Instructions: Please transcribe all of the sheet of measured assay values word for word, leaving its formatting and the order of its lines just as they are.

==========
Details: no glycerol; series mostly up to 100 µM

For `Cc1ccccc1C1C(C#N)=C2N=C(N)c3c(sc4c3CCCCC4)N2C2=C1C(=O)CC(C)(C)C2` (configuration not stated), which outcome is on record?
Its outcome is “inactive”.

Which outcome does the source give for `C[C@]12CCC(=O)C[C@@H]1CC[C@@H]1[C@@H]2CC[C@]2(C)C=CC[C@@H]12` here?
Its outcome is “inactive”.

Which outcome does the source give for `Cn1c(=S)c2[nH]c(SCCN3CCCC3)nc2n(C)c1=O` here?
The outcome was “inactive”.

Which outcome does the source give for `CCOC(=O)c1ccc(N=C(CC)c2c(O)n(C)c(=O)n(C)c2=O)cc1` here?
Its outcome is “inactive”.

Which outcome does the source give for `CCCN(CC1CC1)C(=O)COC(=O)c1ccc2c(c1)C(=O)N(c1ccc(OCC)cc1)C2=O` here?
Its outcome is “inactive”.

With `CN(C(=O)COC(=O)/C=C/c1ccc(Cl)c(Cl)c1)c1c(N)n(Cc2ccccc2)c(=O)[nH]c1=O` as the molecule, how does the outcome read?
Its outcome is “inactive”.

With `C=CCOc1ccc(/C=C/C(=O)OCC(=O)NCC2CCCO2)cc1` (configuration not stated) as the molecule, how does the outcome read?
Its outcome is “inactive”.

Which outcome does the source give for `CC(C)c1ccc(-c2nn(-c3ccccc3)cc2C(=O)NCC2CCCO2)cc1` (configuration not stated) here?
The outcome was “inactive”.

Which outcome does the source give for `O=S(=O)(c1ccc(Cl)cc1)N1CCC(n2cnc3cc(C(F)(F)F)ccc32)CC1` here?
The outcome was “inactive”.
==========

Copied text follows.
Details: no glycerol; series mostly up to 100 µM

For `Cc1ccccc1C1C(C#N)=C2N=C(N)c3c(sc4c3CCCCC4)N2C2=C1C(=O)CC(C)(C)C2` (configuration not stated), which outcome is on record?
Its outcome is “inactive”.

Which outcome does the source give for `C[C@]12CCC(=O)C[C@@H]1CC[C@@H]1[C@@H]2CC[C@]2(C)C=CC[C@@H]12` here?
Its outcome is “inactive”.

Which outcome does the source give for `Cn1c(=S)c2[nH]c(SCCN3CCCC3)nc2n(C)c1=O` here?
The outcome was “inactive”.

Which outcome does the source give for `CCOC(=O)c1ccc(N=C(CC)c2c(O)n(C)c(=O)n(C)c2=O)cc1` here?
Its outcome is “inactive”.

Which outcome does the source give for `CCCN(CC1CC1)C(=O)COC(=O)c1ccc2c(c1)C(=O)N(c1ccc(OCC)cc1)C2=O` here?
Its outcome is “inactive”.

With `CN(C(=O)COC(=O)/C=C/c1ccc(Cl)c(Cl)c1)c1c(N)n(Cc2ccccc2)c(=O)[nH]c1=O` as the molecule, how does the outcome read?
Its outcome is “inactive”.

With `C=CCOc1ccc(/C=C/C(=O)OCC(=O)NCC2CCCO2)cc1` (configuration not stated) as the molecule, how does the outcome read?
Its outcome is “inactive”.

Which outcome does the source give for `CC(C)c1ccc(-c2nn(-c3ccccc3)cc2C(=O)NCC2CCCO2)cc1` (configuration not stated) here?
The outcome was “inactive”.

Which outcome does the source give for `O=S(=O)(c1ccc(Cl)cc1)N1CCC(n2cnc3cc(C(F)(F)F)ccc32)CC1` here?
The outcome was “inactive”.